Harvest – Saying Thank You for Food


Throughout September, churches in our benefice will all be having their Harvest Festival services.   At these services you are encouraged to bring food donations or toiletries to give to our local food banks.

Often there’ll be hymns and songs that say ‘thank you’ to God for all that he provides, every day.

These are some simple ways to say ‘thank you’ to God at home too:-

Say a ‘thank you’ prayer

A line in the Lord’s Prayer asks God to ‘Give us this day our daily bread’.  When we say that line, we’re asking God to provide the basic things in life that keep us healthy and happy. It can start with the food we need to eat each day, but for lots of different reasons, not everyone has enough.

So saying thank you for our food is important – we might thank the person who cooked it, and we might go back further and think of the people in the shops where we bought the ingredients, and even trace it right back to the farmers who grew the crops in the first place.

For children who are old enough, trying talking about this together one meal time, taking each item on the plate and thinking about where it came from and all the people and work that has gone into bringing it to your table.

Saying grace before a meal is a way of saying thank you to God for making the earth
and everything in it – all good things come from God, and it’s up to us to use them in
the very best and most generous way.

Try singing this grace:
One, two, three, four, five, thank you God that I’m alive.
Six, seven, eight, nine, ten, thank you God for food. Amen!

One of the most traditional graces goes like this:
“For what we are about to receive, may the Lord make us truly thankful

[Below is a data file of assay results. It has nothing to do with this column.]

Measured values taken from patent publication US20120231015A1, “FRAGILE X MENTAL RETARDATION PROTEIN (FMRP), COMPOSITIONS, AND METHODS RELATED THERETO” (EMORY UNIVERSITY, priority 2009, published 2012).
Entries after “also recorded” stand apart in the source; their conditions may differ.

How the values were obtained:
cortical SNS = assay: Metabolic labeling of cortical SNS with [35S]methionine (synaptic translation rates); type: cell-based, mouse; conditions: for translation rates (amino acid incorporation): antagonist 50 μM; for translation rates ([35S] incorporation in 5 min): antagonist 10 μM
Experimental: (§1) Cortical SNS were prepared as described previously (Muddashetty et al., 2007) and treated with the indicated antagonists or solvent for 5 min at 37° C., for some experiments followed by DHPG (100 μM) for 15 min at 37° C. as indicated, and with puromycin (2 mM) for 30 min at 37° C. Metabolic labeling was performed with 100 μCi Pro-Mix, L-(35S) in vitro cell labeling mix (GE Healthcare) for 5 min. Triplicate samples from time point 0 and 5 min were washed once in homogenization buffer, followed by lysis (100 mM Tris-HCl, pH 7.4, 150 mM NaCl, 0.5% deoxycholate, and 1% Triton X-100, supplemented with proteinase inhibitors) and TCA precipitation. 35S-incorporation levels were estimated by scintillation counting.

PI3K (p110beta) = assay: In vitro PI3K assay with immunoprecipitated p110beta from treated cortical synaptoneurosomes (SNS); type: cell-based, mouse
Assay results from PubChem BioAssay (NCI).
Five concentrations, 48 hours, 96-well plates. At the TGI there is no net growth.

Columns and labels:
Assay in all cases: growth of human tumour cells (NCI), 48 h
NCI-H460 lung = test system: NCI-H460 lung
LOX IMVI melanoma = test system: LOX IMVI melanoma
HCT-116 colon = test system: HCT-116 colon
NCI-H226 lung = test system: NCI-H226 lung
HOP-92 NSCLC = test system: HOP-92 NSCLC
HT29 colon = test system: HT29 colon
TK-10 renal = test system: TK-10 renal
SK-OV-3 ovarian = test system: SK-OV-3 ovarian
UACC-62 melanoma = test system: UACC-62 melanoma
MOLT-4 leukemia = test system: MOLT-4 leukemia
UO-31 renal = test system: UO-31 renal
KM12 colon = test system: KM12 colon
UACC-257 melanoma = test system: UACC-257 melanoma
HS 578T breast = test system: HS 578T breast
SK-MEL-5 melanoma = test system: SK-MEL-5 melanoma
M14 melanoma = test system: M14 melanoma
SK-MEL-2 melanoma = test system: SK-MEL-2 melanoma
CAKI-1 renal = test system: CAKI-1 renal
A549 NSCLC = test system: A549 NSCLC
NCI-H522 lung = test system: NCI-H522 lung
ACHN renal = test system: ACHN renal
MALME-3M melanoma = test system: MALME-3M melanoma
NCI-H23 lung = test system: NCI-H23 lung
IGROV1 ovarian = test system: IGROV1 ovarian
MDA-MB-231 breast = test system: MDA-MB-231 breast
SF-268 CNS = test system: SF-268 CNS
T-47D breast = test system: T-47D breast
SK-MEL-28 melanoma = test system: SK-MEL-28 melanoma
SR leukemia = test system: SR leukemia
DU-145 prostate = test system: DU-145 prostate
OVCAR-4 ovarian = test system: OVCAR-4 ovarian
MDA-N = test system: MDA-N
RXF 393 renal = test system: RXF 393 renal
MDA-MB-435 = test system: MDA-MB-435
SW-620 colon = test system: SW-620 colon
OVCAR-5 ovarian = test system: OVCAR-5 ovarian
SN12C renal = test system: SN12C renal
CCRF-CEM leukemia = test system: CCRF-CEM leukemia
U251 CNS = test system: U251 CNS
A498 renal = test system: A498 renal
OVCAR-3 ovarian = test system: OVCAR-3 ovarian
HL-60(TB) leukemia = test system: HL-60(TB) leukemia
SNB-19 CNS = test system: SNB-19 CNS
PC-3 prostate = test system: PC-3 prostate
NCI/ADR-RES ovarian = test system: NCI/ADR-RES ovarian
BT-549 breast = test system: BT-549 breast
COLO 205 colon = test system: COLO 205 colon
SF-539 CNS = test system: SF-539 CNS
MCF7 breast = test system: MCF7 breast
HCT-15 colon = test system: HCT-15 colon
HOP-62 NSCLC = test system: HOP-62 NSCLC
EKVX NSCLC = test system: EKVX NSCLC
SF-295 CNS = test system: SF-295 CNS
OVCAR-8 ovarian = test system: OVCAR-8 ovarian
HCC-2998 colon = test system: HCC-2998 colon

and keep us always mindful of the needs of others.”

Some families hold hands while they say grace – this reminds us that we are thankful not only for our food, but that we can share it with people we love, as in this prayer:
“Thank you God for food, and family, and friends. Amen.
or
“Thank you God for food, and family, and friends,
we remember those who have no food today,
and those who have food, but nobody to share it,
As you have blessed us, help us be a blessing for others. Amen.

Decorate a ‘grace’ table mat:

Take a piece of A4 paper, and in the middle draw round a medium sized plate to make a circle, then in that circle draw round a smaller plate. You should have something that looks a little bit like a plate. Then draw a fork outline on the left, and a knife outline on the right, and a spoon above – don’t worry about the quality of the artwork!

Now, have some fun decorating your plate with pictures of their favourite food – you can draw pictures yourself, or cut them out of magazines, or use pictures from food packets – and you can even label them if your child is old enough to start learning to read.

Somewhere on your paper, perhaps at the top or in a corner, write ‘Thank you God’ in big letters and colour it in – this is your thank-you place mat, a reminder of all the good things that God gives us.